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    Quote Originally Posted by Eyelids View Post
    Thats not a good thing at all and I would feel the same way if it were liberals controlling the Supreme Court.
    That's how the rules work.

    90% of winning an argument is controlling how the question is presented. If the issue of abortion comes before the court, liberal justices would want a woman who was raped and impregnated to issue a broad ruling for abortion. Conservative justices would want a woman who underwent artificial insemination, caused another woman not to receive treatment, and terminated her child during labor to issue a broad ruling against abortion.

    The factual background for a case, while not technically at issue before the court, will sway public opinion on a case and help justices rationalize their decision to the public.
     

  5. #5  
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    Quote Originally Posted by biccat View Post
    Alito, Roberts, Scalia and Thomas aren't going anywhere for a while. Kennedy will probably remain for at least 4 more years, at 8 years retirement looks more likely.

    Stevens will likely have to be replaced in the next 4 years, he's 88 now. Ginsburg is 75. Breyer and Souter are 70 and 69, respectively, about the same as Kennedy.

    If the Messiah gets elected, will the court shift liberal? Probably not. But if McCain gets elected, he has a very good chance to shift our legal policy towards the Conservative for the next 20-years. The issue on the courts is this: do you want the Court to stay deadlocked with Kennedy providing a swing vote for the next 8 years, or do you want the Court to be solidly Conservative?

    With Ginsburg or Stevens replaced, the liberals would need Kennedy to even get a liberal issue on the docket. With both replaced, the Conservatives will control both what cases are heard and what conclusions are reached. Very powerful.
    The Justices are also painfully aware of the impact of their retirements and may very well attempt to time same so as to coincide with the prospect of having their replacement chosen by an Executive that is more likely to choose a kindred Justice.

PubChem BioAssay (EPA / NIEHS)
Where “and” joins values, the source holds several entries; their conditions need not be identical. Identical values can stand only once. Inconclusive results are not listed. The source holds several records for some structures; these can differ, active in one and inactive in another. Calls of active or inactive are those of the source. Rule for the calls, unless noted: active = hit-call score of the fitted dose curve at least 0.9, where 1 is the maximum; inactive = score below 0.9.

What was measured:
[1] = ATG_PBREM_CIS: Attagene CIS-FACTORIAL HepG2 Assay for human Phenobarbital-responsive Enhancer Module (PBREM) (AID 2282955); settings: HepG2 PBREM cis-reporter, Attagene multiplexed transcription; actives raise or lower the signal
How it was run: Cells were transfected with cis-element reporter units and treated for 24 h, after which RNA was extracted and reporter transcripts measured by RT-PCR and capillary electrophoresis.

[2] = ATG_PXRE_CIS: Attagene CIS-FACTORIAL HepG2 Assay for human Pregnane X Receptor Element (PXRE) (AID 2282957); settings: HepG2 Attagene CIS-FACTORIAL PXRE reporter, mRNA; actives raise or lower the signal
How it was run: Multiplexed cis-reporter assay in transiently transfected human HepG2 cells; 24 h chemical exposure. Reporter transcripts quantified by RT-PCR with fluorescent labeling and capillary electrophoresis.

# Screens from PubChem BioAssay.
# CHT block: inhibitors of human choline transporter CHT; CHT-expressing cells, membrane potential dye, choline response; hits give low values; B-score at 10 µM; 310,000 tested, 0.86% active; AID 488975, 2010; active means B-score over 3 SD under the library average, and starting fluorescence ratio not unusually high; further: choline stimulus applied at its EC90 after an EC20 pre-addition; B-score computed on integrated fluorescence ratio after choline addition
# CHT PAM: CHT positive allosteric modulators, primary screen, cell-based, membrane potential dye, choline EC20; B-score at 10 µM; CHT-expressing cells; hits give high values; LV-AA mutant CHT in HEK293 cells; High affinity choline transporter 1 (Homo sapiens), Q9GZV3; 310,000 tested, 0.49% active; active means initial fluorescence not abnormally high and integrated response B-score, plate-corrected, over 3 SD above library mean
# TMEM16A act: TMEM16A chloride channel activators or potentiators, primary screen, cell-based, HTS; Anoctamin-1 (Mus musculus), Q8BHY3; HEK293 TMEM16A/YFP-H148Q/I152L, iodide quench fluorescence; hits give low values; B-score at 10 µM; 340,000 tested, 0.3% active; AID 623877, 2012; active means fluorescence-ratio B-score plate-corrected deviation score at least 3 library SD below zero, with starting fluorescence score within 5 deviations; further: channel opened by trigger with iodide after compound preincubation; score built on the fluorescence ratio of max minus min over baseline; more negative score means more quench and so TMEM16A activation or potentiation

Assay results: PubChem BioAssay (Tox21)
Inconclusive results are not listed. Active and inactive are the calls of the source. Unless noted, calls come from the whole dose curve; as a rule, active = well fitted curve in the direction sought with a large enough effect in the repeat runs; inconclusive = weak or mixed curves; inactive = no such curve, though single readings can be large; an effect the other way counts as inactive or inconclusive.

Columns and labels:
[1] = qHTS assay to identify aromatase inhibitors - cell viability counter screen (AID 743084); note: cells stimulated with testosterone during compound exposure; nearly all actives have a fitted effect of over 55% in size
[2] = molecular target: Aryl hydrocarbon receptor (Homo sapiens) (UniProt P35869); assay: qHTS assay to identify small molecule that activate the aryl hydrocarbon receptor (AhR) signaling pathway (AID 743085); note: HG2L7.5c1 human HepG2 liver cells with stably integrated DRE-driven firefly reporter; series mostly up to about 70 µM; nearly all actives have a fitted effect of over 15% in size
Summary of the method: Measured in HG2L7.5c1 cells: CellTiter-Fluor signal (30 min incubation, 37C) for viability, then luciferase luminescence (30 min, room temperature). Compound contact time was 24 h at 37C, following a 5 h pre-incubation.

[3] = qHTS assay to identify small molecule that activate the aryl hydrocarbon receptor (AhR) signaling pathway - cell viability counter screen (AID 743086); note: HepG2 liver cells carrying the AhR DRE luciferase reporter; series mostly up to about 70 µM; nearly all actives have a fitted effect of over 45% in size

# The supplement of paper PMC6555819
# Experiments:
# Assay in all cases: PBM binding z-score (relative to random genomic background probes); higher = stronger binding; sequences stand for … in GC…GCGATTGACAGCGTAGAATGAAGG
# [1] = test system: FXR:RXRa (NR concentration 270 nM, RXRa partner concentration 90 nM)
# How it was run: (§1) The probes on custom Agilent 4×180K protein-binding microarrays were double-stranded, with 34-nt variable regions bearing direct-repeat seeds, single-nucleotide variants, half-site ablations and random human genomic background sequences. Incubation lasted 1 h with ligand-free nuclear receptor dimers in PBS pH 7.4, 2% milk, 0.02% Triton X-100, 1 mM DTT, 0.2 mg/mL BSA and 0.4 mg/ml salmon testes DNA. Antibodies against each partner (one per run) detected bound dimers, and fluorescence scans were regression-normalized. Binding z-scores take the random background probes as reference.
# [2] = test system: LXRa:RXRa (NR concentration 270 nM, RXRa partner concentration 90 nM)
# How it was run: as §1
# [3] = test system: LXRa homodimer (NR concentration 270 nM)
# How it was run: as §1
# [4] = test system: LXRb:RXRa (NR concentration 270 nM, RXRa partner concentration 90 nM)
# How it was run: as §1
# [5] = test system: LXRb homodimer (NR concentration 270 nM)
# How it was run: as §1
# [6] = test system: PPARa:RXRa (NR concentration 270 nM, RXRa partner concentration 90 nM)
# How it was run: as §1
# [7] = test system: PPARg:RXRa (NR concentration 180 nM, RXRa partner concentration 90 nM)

6. #6  
    Senior Member Constitutionally Speaking's Avatar
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    Quote Originally Posted by biccat View Post
    Alito, Roberts, Scalia and Thomas aren't going anywhere for a while. Kennedy will probably remain for at least 4 more years, at 8 years retirement looks more likely.

    Stevens will likely have to be replaced in the next 4 years, he's 88 now. Ginsburg is 75. Breyer and Souter are 70 and 69, respectively, about the same as Kennedy.

    If the Messiah gets elected, will the court shift liberal? Probably not. But if McCain gets elected, he has a very good chance to shift our legal policy towards the Conservative for the next 20-years. The issue on the courts is this: do you want the Court to stay deadlocked with Kennedy providing a swing vote for the next 8 years, or do you want the Court to be solidly Conservative?



    Exactly!

    Will the court shift liberal??? No, but it will stay liberal for decades - setting all kinds of devastating precedents.


    With Ginsburg or Stevens replaced, the liberals would need Kennedy to even get a liberal issue on the docket. With both replaced, the Conservatives will control both what cases are heard and what conclusions are reached. Very powerful.

    You absolutely nailed it .
     

  7. #7  
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    Quote Originally Posted by Phillygirl View Post
    The Justices are also painfully aware of the impact of their retirements and may very well attempt to time same so as to coincide with the prospect of having their replacement chosen by an Executive that is more likely to choose a kindred Justice.
    Ginsburg and Stevens have been rumored to be looking at retiring, but they are waiting for President Bush to leave office.

    If McCain gets elected I don't see them waiting around for a 2012 or 2016 election, especially if McCain picks a good VP who would have a good shot in those elections. I don't wish ill on Justice Stevens, but I would be surprised if he lives to see the 2012 presidential election.